Get the free Ebook:
Private and Open Data in Asia: A Regional Guide.
Circa 2009, LinkedIn had a traditional reporting and data warehouse ecosystem. We had a relational operational data store (ODS) with nightly refreshes and an ETL pipeline based on Informatica leading to reports based off Microstrategy. We also had a logging pipeline that was fragile but used to carry important impression data such as views on profiles, ads, etc. that also fed into the ETL pipeline.
By 2011, this stack had significant issues keeping up with the growth in data as well as the barrage of requirements coming from the rising number of internal users. We invested in building and adopting new open-source technologies to alleviate these issues. We started working with Hadoop as early as 2009, and by 2011 regular nightly dumps of snapshot and incremental data from our online Oracle databases were happening into Hadoop. We built Kafka to become the central activity pipeline for carrying all our user activity and logging data, and this data was also getting piped into Hadoop regularly. Hadoop had become central for building recommendations and other insights that powered our data products like People You May Know, Who Viewed My Profile etc.
Now that we had liberated a lot of our data and achieved true data democracy, our intrepid analysts realized that some of this data could be used for computing important business metrics as well. Different groups started computing metrics for themselves off this data, which led to short-term happiness but brought a host of new challenges. We had problems with the data quality of the pipelines, duplicate, slightly different business logic in the metrics computation scripts, and operational challenges in computing so many different metrics on time every day. All these symptoms were caused by one main problem: we didn’t have a single source of truth for metrics.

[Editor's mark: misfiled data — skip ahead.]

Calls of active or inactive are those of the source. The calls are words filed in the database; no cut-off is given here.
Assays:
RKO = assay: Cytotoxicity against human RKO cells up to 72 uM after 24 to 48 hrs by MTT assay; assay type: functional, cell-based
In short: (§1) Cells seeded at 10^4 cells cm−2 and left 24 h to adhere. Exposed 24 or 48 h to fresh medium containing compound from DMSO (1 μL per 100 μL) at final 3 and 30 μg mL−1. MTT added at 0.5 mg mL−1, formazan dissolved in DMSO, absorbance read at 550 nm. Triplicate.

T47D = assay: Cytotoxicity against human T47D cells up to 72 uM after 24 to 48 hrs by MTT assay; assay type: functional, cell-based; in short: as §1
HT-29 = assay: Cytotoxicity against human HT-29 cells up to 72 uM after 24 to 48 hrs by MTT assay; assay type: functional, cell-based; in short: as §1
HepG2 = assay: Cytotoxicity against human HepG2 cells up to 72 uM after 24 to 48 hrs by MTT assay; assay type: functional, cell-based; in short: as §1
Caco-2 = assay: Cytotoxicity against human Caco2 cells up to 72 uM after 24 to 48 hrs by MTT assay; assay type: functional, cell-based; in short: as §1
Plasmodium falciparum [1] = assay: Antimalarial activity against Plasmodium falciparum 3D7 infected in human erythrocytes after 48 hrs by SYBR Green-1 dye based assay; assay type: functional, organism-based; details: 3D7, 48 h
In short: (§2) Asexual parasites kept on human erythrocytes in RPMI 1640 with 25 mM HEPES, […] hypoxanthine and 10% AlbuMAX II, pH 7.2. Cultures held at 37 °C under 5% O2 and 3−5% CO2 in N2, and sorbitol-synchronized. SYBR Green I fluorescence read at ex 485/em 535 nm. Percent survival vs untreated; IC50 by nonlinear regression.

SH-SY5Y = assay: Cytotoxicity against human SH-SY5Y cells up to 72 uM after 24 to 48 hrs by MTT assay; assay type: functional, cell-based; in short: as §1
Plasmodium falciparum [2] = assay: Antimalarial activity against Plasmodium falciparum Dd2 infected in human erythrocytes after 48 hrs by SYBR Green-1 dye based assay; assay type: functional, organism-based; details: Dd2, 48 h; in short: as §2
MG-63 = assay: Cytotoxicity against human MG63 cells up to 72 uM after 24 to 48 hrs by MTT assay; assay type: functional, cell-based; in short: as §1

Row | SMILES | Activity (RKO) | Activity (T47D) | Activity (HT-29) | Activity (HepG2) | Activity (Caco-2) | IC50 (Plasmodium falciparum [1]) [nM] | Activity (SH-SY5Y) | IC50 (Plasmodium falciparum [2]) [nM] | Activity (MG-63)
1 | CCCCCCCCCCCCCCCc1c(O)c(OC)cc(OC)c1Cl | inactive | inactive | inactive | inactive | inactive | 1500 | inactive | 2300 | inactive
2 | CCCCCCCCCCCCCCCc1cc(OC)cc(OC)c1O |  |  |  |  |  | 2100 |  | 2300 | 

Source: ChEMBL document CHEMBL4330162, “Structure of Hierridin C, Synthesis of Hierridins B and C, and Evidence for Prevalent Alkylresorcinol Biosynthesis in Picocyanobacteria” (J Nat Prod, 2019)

Since 2014, we’ve embarked on building a unified reporting platform based on Hadoop to centralize all metrics computation at LinkedIn, while striving to keep the authoring process completely decentralized and making the on-boarding process as friction free as possible.
In this session, we’ll discuss the reporting platform, its core tenets and data models, and the infrastructure that powers it; from computation frameworks to visualization tools. We’ll also talk about the organizational impact of this, from culture change to new processes that were created to make this work for LinkedIn. Finally, we’ll discuss new frontiers around real-time monitoring and anomaly detection as well as operational learnings around SLAs and QoS.
Shirshanka Das is a principal staff software engineer and the architect for LinkedIn’s analytics platforms and applications team. He was among the original authors of a variety of open and closed source projects built at LinkedIn, including Databus, Espresso, and Apache Helix. He is currently working with his team to simplify the big data analytics space at LinkedIn through a multitude of mostly open source projects, including Pinot, a high-performance distributed OLAP engine, Gobblin, a data lifecycle management platform for Hadoop, WhereHows, a data discovery and lineage platform, and Dali, a data virtualization layer for Hadoop.
©2015, O'Reilly Media, Inc. • (800) 889-8969 or (707) 827-7019 • Monday-Friday 7:30am-5pm PT • All trademarks and registered trademarks appearing on oreilly.com are the property of their respective owners. • firstname.lastname@example.org
Apache Hadoop, Hadoop, Apache Spark, Spark, and Apache are either registered trademarks or trademarks of the Apache Software Foundation in the United States and/or other countries, and are used with permission. The Apache Software Foundation has no affiliation with and does not endorse, or review the materials provided at this event, which is managed by O'Reilly Media and/or Cloudera.